This morning my three year old daughter found it. After I got the bracelet from little Karyn, I promised to teach her what it meant to me when she was old enough to understand. Then, as usual I thought of the colonel, next I thought of you.

To identify myself, at the time my name was Hart; Christine Hart. I'm happily married and have changed my name to Hancock. I was one of those rowdy eight graders you taught in the school year 1995-1996, and to be honest I don't think is was the brightest of them; however I remember you and think about those months in your class frequently.

Mr. Zielinski, you stood out to me from among all the other teachers I had; maybe because you were recently a soldier and you taught from that perspective. I also never ever caught you in a lie. Everything you taught in history class, as far as I can remember, was verifiable by historical document, news report, or witness' testimony. I've had a number of teachers for whom the same could not be said. Another thing that stood out about you was that you taught us that history and wars are not just bland facts confined solely to dusty, poorly written texts; but that our history was real and the wars had not just dull political ramifications, but also human consequences. I think was Mr. Vance you had come give a lecture on what it was like to fight and lose friends in the Vietnam War; then of course was that infamous prank you pulled with the hollowed out grenade (Ahh, the days before zero tolerance policies) That object lesson still makes me smile and laugh, but I also remember the point, that any moment could be my last.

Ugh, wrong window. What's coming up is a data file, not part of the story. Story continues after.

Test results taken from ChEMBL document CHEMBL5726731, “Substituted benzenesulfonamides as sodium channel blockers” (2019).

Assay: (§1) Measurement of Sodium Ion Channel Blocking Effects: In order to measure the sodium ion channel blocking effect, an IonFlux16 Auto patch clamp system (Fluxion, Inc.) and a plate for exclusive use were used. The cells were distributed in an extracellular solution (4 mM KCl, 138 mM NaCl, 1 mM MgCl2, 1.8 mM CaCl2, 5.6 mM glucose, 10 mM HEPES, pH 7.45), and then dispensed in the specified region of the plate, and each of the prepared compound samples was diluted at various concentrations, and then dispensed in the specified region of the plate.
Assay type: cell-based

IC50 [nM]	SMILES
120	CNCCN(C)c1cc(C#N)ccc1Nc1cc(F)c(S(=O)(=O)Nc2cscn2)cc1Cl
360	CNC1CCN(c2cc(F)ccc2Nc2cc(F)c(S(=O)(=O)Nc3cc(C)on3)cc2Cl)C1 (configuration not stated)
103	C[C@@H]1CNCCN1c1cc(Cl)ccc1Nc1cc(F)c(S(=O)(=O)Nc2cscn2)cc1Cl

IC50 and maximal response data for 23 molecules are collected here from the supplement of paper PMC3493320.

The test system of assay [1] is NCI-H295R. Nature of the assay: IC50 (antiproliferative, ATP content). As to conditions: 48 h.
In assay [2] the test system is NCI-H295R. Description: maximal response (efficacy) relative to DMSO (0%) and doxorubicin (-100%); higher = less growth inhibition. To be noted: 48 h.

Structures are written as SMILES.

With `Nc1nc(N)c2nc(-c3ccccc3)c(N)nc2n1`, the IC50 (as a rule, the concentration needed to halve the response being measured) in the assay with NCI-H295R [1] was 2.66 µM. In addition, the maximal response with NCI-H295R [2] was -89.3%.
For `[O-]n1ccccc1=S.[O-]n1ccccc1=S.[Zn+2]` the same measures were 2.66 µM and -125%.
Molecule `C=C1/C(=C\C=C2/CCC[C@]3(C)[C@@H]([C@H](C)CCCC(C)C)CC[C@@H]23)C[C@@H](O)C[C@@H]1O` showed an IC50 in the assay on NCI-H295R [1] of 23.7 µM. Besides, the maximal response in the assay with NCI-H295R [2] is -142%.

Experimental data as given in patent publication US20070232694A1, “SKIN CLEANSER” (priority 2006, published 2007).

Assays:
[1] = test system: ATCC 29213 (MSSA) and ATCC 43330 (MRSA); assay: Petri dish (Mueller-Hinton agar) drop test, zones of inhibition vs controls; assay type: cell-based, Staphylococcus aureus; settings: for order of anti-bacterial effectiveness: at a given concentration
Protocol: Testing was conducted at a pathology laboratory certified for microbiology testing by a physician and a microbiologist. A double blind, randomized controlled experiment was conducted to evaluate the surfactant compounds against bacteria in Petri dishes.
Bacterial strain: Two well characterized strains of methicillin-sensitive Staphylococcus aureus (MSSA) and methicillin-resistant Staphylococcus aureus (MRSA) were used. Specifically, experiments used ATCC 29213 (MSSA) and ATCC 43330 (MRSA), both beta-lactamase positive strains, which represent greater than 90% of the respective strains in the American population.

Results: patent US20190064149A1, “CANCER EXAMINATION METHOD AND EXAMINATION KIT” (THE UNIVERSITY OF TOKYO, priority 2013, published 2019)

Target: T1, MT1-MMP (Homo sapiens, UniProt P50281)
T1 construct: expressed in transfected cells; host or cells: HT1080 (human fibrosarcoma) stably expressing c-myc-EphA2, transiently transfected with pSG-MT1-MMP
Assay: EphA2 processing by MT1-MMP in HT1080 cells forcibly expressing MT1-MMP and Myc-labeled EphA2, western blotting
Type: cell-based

I know you also taught math. While it's not the thing I remember you best for, I am thankful to you for enlightening me as to how to add and subtract with fractions. Your lectures cleared some things up that I had been struggling with for a couple years, and made algebra in high school much less painful than it otherwise would have been.

You influenced at least one underprivileged youth for the better, and it's felt today. Thank you. I hope you are well, and that you obtained your degree, and that you are still teaching.

Best wishes,
Christine S. Hancock

Mr. Zielinski's self portrait. Yeah, the publisher missed him.

I was recovering from a mullet. I've been wearing my hair long ever since.

Wednesday, December 4, 2013

Why I Don't Share Sob Stories... as a rule

As a rule, I do not pass along sob stories that find their way on to my FB wall. To illustrate I've attached an article about a viral poverty story I've seen shared way too much.

Not quite that bad...
I did read that story and it made my blood boil so much that I could not finish it on the first try. While I felt a little sorry for her, more than anything I wanted to throw my android to the floor and smash it to bits because of the incessant whining and self pitying nature of the piece.

After I calmed down a little, I had the feeling I needed to finish reading the blog entry and when I got through it, I thought to myself that this is a talented, articulate, educated, and experienced writer... is the situation really as bad as she made it out to be?

Who am I to judge, after all, Vincent Van Gogh was very poor and highly disadvantaged too; so I said nothing, but couldn't help but think I was reading a work of at least partial fiction designed to garner attention and sympathy... Go figure.